Along Saudi Arabia’s west coast of vast archipelago, consisting of more than 90 pristine islands, is what will soon become The Red Sea Project – one of the Kingdom’s most ambitious projects that aims to establish the country as a leader in regenerative tourism. The project is set to feature sustainable design solutions and infrastructure, using renewable energy to power the entire destination, underpinned by the largest battery storage system in the world. The Red Sea Development Company (TRSDC) has also committed to deliver a 30 percent net conservation benefit by 2040.
UK architecture giant Foster + Partners is behind the development’s ‘Coral Bloom’ concept that is inspired by the Kingdom’s distinct flora and fauna and aims to blend with the island’s natural environment. The concept will extend the overall vision for TRSDC, including its recently unveiled main hub island of Shurayrah.
“Shurayrah Island is the gateway to The Red Sea Project – so it’s important that it sets the standard in ground-breaking architecture and sustainable design, not just for our destination but globally too. This is achieved by going beyond simply protecting the environment, to applying a regenerative approach,” says John Pagano, CEO of TRSDC.
The plan sets biodiversity considerations at the forefront of the design concept, with plans to avoid disruption of the island’s natural resources, including its mangroves and other such habitats, and provide natural defences from erosion. Plans also include creating new habitats through landscaping that will further enhance the island’s natural environment. The proposal outlines designs for 11 luxury hotels that are immersed into the landscape, allowing the island’s natural beauty to reign supreme.
The island’s natural landscape will be used to dramatic effect, with all hotels and villas nestled within the landscape where the absence of high-rise buildings ensures spectacular vistas remain uninhibited; all the while creating a sense of mystery for guests as the island slowly reveals itself.
“Our vision for Shurayrah is inspired by the island’s natural state, with the hotels designed to give the impression that they have washed up on the beaches and nestled among the dunes, almost like driftwood. The materials we use and the low impact they have ensures that the pristine environment is protected, while the additions we make to the island serve to enhance what is already there – hence the name, Coral Bloom,” explains Gerard Evenden, Head of Studio at Foster + Partners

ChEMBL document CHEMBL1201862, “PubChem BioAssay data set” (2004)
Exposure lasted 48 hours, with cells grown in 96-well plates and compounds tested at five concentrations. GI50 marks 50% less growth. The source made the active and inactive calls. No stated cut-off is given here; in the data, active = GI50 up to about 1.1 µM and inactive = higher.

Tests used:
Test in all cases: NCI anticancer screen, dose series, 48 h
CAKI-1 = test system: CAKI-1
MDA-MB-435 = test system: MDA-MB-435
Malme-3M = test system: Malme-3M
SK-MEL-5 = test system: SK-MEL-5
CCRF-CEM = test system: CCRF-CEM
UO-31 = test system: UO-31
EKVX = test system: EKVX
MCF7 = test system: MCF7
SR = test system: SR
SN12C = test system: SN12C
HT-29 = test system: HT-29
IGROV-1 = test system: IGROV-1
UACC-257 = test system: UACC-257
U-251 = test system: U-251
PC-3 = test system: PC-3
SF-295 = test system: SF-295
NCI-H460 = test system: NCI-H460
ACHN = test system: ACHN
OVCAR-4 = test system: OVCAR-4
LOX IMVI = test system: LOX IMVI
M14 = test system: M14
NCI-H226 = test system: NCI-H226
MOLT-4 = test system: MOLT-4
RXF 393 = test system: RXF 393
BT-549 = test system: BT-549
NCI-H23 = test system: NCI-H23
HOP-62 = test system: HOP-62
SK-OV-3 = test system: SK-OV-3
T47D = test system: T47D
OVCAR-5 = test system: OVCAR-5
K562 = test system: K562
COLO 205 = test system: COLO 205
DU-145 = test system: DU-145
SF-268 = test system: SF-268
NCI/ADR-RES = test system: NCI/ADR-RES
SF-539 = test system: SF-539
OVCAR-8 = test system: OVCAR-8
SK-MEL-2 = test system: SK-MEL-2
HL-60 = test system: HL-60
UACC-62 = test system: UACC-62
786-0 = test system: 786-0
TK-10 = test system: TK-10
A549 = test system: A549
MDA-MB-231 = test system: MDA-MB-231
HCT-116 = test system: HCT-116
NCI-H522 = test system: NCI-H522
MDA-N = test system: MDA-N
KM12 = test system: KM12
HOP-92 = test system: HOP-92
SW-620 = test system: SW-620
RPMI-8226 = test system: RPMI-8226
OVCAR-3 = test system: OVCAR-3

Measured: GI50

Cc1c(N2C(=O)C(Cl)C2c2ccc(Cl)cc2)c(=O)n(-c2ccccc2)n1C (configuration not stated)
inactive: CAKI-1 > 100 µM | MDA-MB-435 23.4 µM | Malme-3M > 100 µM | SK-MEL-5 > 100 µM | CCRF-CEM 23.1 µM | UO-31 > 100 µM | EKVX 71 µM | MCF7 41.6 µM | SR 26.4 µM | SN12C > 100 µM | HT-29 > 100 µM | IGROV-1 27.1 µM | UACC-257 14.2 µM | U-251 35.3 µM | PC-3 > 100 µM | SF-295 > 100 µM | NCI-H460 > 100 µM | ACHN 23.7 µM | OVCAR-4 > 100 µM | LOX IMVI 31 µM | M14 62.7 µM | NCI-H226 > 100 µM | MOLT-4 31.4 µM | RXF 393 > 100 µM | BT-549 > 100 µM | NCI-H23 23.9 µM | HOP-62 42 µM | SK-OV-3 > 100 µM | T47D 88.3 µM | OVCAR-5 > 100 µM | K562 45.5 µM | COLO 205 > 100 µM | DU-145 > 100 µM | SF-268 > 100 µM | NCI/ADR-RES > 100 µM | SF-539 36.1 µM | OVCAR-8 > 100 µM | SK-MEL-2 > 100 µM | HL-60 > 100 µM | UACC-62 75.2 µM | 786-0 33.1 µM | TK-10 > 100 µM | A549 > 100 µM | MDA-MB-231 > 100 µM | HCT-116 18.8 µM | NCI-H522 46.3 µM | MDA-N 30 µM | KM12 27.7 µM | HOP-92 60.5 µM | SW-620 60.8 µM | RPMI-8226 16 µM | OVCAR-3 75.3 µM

The design has also taken into consideration changing traveller demands in response to the coronavirus pandemic. For example, there will be no internal corridors, in line with travellers’ requests for larger spaces and areas for seclusion.
New beaches will also be created on the dolphin-shaped island, along with a new lagoon, all contributing to raising the level of the land to provide a defensive layer from the global threat of rising sea levels. The resorts themselves will be created using lightweight materials with a low thermal mass which are manufactured offsite, resulting in more energy-efficient construction and less impact on the environment.
Shurayrah is one of 22 islands selected for development and is currently on track to welcome its first guests by the end of 2022, in line with the opening of its international airport and first four hotels. The remaining 12 hotels in phase one of The Red Sea Project are set to open in the following year.